Harold Pack, whose nickname is Hap, short for happy, is a sergeant at the Maxwell Air Force Base in nearby Montgomery. He's been a nauseatingly perky soldier for 24 years.
He has just completed his very last day. That may seem like reason to be happier still, but not necessarily.
All his life, Pack thought retirement would be something he would share with someone he loved, he says. And now that it's here, he can't see that happening.
"How rare would that be when you already found that person once?" he asks.
His wife, Anna, died two years ago at age 39. She died right in front of him.
"[She was] laying down watching TV, she sat up and coughed and she laid back down. Her artery clogged and stopped the heart. She was gone before her head hit the pillow," he recalls.
Her death left Pack alone to raise their 15-year-old son. Brian goes to summer school because he failed four classes last year.
And he does not share his father's nickname.
"Hey, Brian. How'd school go?" Pack inquires.
"It's going," Brian says.
Literally day after day, Brian comes home from school.
"How was your day?" Pack asks.
"It was so," Brian says.
He gives that same answer and goes to his room. Pack will see him once more before dinner briefly. Then he runs off into the woods with a friend.
Does his father want to see what he's doing in the woods?
"I think a part of me knows what he's doing in the woods," Pack says. "If they're out smoking or drinking or building bonfires, what's going to stop them?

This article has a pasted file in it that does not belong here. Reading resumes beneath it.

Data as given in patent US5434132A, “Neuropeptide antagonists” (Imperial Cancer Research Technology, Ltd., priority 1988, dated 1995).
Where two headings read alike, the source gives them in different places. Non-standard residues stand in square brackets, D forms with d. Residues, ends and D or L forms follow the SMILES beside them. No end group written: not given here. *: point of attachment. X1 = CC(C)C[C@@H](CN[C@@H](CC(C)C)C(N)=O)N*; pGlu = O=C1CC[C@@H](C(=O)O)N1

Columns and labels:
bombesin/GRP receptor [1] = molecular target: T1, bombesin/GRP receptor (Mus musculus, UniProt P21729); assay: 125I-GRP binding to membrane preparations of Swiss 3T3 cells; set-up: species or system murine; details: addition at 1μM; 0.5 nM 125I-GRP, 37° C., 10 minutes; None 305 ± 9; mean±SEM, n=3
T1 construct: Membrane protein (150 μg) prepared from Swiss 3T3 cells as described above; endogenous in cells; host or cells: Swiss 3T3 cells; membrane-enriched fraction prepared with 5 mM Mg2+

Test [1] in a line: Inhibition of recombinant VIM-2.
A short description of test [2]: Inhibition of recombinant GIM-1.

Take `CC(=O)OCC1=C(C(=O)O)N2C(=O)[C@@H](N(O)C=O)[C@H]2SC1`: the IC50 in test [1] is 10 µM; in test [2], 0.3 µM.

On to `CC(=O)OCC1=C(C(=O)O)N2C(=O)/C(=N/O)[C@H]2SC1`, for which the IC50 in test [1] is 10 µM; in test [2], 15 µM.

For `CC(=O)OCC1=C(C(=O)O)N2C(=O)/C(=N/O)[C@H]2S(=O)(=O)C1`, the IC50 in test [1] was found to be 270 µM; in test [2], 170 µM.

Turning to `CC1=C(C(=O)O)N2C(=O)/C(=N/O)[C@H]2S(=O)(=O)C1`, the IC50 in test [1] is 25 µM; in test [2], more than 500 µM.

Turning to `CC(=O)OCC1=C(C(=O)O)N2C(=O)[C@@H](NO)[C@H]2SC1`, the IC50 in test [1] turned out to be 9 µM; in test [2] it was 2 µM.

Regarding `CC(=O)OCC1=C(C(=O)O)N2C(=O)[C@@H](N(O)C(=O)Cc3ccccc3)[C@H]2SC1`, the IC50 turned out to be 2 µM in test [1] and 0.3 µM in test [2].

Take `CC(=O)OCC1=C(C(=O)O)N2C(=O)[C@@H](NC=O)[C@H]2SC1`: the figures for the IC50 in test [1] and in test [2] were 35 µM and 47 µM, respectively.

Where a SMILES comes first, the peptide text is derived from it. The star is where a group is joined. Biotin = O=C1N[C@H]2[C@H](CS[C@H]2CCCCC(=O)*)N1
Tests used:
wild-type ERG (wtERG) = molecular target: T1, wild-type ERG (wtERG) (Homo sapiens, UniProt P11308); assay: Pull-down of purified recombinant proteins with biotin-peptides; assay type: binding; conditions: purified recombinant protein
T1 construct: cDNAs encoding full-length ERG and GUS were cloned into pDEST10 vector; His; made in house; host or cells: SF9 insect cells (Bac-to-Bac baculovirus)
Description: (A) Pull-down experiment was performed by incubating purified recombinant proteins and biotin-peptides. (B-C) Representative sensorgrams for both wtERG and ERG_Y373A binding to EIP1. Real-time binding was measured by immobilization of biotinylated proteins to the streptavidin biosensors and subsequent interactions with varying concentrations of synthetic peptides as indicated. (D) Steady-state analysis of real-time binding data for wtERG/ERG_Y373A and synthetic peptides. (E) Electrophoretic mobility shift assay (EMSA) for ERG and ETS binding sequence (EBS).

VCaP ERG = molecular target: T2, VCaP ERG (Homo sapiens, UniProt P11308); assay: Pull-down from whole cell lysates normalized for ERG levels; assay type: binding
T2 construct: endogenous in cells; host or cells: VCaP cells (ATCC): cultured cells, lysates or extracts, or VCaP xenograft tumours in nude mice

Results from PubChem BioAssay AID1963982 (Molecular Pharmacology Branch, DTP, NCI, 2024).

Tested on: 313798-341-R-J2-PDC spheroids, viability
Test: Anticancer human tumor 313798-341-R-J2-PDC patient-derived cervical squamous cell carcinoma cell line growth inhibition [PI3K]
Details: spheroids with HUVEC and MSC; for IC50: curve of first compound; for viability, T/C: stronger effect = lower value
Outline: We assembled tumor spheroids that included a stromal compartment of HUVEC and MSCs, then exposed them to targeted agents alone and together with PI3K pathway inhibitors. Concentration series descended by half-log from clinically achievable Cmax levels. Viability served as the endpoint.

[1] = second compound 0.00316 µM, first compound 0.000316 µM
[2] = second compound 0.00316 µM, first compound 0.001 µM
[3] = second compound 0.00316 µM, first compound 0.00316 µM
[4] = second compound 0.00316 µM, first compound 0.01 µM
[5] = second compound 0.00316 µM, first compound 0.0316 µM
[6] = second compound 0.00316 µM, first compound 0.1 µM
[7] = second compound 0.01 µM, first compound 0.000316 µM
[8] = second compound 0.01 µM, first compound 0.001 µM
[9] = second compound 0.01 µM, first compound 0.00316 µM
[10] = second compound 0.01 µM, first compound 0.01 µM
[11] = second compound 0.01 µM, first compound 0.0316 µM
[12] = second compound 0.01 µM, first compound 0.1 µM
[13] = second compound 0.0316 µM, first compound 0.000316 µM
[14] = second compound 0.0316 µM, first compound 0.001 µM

Brian's therapist says his apathy has to do with his mom dying: "His mother was his emotional support and he lost that emotional support abruptly one night."
"She raised the kid for the most part," Pack says. "And that's why now she's gone I want to be home and around Brian as much as I can."
So it is, with canned beans and Rice-A-Roni, that Pack tries as best he can to replace the irreplaceable.
"You don't like the flavor? What do you think?" he asks.
Though Brian will never make a show of it, he does say quietly that he likes this new, improved dad. A promsing sign that perhaps attitude and optimism are hereditary.
"He's a phenomenal young man and he just doesn't realize that yet, " Pack says proudly.
After that Pack throws the dart to guide next week's journey. "Going to Adams County, Wash.," he says. "You guys are going to have a nice trip."
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